For 22 years she worked for Ethan Allen Furniture in Orleans and 14 years for Northeastern Vermont Regional Hospital in St Johnsbury. One of her passions was making beautiful and detailed Christmas wreaths for Nature by Design.
She enjoyed gardening, sewing, knitting, cooking, and cross-stitching. Her intermediate cross-stitching skills led her to the creation of beautiful Christmas stockings, which she cross-stitched for her friends and family. Her home was beautifully decorated for the holidays. Her love for landscaping led to beautiful three season flower gardens.
She was a very outgoing person who loved and cared for many people. Always being thoughtful, her cooking and baking skills were enjoyed by neighbors, friends, and relatives.
Being raised on a dairy farm on Willoughby Lake Road, she enjoyed all aspects of the dairy farm. She enjoyed the cows and calves, but most of all she was very fond of the cats and their kittens.
Georgette enjoyed showing cattle at local fairs. For the last 28 years it was an annual event she prepared for during the winter months. She and her son, Chance Griffin, showed Belted Galloways at the Orleans and Caledonia fairs, then showed Jerseys and Holsteins with her nephew, Dan LaCoss, and niece, Renée LaCoss. There she made many cherished friends. Her desire was to have her “show friends” wear their show whites for the wake and/or funeral.
Georgette is survived by her husband of 40 years, Allen; her daughter Raegen and son-in-law, Andrew Phillips, of Leesburg, Virginia; her son Chance and daughter-in-law, Cassandra (Sicard) Griffin, of Barton; her six grandchildren: Kiana and Lydia Phillips, Savannah, William, and Mason and Larissa Griffin; her mother, Jeannette Labrecque, of Barton; her siblings: Jeannine LaCoss and her significant other, Rodney Wood, Yvette Grenier and her significant other, George, Paul Labrecque and his significant other, Tami Stone, Richard Labrecque and his significant other, Deana, Gisele Miner and her significant other, John, and Monique Paquette; her brothers-in-laws: Francis Griffin and his significant other, Nancy Barbour-Duquette, and David Griffin and his significant other, Linda; her sister-in-law Diane Bapp and her significant other, Chuckie; her nieces and nephews: Daniel LaCoss, Michelle Gilman, Renée LaCoss, Eric Grenier, Brent Grenier, Cole Labrecque, Lana Labrecque, Amanda Duffy, Michael Sanville, Armand Paquette, Ronnie Paquette, Jeremie Paquette, Samantha Holmes, West Parker, Billie-Jo Critchfield, Michael Griffin, Kathy Griffin, David Griffin, Dulissa O’Gorman, Amanda Griffin, Lonnie Griffin, Lance Bapp, and Brent Bapp; plus her many great-nieces and -nephews.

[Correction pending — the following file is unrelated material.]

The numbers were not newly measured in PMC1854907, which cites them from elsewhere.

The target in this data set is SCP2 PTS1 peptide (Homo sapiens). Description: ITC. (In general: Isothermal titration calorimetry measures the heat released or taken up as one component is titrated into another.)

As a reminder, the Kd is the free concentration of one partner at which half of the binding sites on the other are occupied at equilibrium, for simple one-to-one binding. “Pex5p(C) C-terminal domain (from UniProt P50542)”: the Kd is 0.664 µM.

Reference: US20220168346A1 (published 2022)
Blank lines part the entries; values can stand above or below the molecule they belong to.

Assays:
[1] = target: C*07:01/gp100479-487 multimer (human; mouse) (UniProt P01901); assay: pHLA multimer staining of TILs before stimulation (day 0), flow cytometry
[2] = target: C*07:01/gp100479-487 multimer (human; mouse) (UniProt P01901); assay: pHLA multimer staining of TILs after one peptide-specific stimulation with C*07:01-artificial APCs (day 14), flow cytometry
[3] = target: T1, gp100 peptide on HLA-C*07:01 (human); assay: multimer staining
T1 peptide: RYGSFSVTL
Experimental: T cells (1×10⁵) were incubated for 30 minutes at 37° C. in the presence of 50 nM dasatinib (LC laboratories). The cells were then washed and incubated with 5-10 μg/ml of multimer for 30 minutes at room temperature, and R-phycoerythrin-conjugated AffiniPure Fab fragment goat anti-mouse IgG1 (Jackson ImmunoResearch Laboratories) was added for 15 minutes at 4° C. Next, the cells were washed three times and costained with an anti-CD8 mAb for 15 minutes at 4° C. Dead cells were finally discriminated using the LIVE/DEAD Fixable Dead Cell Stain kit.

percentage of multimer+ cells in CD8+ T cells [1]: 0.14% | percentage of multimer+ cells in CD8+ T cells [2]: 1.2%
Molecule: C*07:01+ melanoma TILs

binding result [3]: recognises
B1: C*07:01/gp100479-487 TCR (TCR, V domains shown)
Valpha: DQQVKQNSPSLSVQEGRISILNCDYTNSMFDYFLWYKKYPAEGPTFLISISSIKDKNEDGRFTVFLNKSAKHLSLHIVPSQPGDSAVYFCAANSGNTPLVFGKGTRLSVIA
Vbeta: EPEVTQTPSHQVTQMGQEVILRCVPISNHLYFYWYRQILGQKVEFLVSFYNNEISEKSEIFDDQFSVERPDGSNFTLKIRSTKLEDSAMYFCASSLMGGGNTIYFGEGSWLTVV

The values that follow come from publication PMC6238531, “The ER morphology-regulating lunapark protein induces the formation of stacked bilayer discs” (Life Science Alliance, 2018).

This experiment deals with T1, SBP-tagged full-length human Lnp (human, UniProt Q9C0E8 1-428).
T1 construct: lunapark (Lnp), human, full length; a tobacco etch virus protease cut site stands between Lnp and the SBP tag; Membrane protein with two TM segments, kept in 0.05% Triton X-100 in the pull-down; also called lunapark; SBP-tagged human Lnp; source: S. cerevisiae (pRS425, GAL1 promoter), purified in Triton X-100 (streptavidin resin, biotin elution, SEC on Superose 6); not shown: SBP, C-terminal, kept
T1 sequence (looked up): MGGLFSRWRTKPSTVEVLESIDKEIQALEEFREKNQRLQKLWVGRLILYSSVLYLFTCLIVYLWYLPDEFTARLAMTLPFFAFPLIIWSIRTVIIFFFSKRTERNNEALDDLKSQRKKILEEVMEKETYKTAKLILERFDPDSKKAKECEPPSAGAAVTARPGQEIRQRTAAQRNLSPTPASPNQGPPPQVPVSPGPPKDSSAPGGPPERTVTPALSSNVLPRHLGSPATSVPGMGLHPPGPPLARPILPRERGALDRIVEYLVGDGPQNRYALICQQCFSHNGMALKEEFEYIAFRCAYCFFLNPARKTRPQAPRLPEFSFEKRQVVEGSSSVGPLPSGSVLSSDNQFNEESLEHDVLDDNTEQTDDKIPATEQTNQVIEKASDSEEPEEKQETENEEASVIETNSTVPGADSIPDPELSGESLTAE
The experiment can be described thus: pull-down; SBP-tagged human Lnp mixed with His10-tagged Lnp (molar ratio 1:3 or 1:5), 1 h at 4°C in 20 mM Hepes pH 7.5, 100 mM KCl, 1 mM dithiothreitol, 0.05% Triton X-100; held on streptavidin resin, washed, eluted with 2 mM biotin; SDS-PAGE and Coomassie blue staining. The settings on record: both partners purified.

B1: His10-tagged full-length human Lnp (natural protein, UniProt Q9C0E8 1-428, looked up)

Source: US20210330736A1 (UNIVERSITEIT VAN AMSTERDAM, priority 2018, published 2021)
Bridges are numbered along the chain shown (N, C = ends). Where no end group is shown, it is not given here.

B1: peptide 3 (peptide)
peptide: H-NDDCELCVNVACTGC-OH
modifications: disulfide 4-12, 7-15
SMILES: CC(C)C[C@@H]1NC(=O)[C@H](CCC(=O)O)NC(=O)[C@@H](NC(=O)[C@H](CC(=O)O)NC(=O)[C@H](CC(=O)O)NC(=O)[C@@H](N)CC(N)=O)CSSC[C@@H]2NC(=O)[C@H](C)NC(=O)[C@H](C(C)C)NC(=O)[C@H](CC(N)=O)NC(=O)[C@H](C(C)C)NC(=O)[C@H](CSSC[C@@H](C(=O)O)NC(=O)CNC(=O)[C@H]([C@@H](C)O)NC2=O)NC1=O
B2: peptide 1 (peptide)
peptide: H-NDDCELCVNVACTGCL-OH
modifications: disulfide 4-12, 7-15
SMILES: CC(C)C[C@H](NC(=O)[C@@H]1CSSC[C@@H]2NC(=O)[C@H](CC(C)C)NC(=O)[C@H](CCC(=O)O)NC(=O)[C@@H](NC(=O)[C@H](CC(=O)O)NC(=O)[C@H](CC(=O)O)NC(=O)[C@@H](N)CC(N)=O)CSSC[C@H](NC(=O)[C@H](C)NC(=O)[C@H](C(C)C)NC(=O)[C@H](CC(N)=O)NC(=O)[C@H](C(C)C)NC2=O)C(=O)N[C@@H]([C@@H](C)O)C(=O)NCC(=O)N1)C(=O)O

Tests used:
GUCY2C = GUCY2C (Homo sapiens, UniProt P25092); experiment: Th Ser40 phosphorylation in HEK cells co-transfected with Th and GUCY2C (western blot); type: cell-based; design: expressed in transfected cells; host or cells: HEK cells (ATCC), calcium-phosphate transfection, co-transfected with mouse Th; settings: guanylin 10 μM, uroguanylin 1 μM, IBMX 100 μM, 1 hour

She was predeceased by her father, Henry Labrecque; her mother-in-law Marion Griffin; her brothers-in-laws Michael Griffin and Michael Paquette; her sister-in-law Elizabeth Labrecque; her paternal grandparents, Jeremie and Marie Anna Labrecque; and her maternal grandparents, Ignace and Rachel Limoges.
Calling hours will be held at the Curtis-Britch and Bouffard Funeral Home in Newport on Friday, October 16, from 2 to 4 p.m. and 6 to 8 p.m. The funeral will be on Saturday, October 17, at St. Paul’s Church in Barton at 10 a.m. with the burial following at the Pine Grove Cemetery in Newport. Please remember facemasks are to be worn at all services.
In lieu of flowers, donations may be made to the Norris Cotton Cancer Center, 1080 Hospital Drive, St. Johnsbury, Vermont 05819.
Online condolences may be made at curtis-britch.com.
Virginia “June Bug” Desrochers
Virginia “June Bug” Desrochers, 82, of Brownington died on Tuesday, October 6, 2020, in Newport.
She was born on June 1, 1938, in Newport to Cleveland and Phyllis (Morse) Cornell.
On February 22, 1961, she married Roland Desrochers, who predeceased her on March 27, 2016.
Virginia was a graduate of Newport High School. After her marriage to Roland, she worked for Frank’s Steak House in Newport for many years. She and Roland started farming in Newport Center where they raised their children. After retirement, they moved to Brownington to help raise their grandchildren and care for her parents.
June enjoyed crocheting, collecting porcelain dolls, visiting with her family, and vacuuming and dusting with her dog Jeb at her side. She will be greatly missed by her family and friends.
She is survived by her children: Bridget Desrochers and her companion, Patrick, of Barton, Oscar Desrochers and his companion, Jeanie, of Jay, Kim Desmarais and her husband, Andre, of Orleans, Marcus Desrochers and his wife, Linda, of Newport Center, and Stewart Cornell and his wife, Edwina, of Barton; her grandchildren: Brittany, Roland, Luke, Jesse, Jacob, Cassie, Jeremy, Bethany, Bailey, Aliza, Aaron, and Jason; her great-grandchildren: Nolan, Bretton, Blakely, Bronson, Bella, Tristin, Charlotte, and Ashton; her brothers Amos Cornell and his wife, Doreen, of Newport, and Sidney Cornell of Barton; and her sisters Cora Jockel and Guy Doyon of Barre, and Carolyn Darcey of Brownington.